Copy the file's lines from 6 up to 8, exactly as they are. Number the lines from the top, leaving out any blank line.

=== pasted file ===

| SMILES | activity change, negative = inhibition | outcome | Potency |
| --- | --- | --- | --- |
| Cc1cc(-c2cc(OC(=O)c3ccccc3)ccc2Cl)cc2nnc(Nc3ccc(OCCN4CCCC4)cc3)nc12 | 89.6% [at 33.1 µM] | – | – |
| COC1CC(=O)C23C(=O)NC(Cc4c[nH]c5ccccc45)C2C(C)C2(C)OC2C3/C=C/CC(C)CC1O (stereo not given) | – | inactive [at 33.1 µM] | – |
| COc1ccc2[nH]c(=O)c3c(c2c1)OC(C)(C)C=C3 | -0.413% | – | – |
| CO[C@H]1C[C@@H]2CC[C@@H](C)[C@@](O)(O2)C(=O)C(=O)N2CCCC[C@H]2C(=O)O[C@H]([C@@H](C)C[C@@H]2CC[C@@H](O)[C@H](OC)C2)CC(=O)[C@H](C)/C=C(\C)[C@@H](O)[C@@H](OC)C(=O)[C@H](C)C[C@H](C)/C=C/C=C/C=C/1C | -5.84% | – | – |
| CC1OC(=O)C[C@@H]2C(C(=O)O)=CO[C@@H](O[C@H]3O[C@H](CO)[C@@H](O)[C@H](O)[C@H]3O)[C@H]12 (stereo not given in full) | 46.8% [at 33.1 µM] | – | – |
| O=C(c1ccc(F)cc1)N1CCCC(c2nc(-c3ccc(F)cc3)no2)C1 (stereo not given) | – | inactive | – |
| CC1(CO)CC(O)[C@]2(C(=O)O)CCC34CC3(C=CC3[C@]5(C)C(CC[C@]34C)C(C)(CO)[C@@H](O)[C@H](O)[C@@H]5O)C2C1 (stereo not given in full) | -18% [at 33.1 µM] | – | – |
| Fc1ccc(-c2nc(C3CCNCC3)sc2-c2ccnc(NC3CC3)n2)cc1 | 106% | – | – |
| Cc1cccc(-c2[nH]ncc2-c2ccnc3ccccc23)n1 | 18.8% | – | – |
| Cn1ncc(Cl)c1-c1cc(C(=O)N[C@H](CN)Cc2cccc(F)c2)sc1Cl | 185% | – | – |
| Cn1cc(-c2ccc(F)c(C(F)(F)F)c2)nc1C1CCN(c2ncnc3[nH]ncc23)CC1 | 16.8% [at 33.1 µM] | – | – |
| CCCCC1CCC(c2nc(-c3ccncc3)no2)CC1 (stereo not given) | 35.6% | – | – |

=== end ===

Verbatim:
| CO[C@H]1C[C@@H]2CC[C@@H](C)[C@@](O)(O2)C(=O)C(=O)N2CCCC[C@H]2C(=O)O[C@H]([C@@H](C)C[C@@H]2CC[C@@H](O)[C@H](OC)C2)CC(=O)[C@H](C)/C=C(\C)[C@@H](O)[C@@H](OC)C(=O)[C@H](C)C[C@H](C)/C=C/C=C/C=C/1C | -5.84% | – | – |
| CC1OC(=O)C[C@@H]2C(C(=O)O)=CO[C@@H](O[C@H]3O[C@H](CO)[C@@H](O)[C@H](O)[C@H]3O)[C@H]12 (stereo not given in full) | 46.8% [at 33.1 µM] | – | – |
| O=C(c1ccc(F)cc1)N1CCCC(c2nc(-c3ccc(F)cc3)no2)C1 (stereo not given) | – | inactive | – |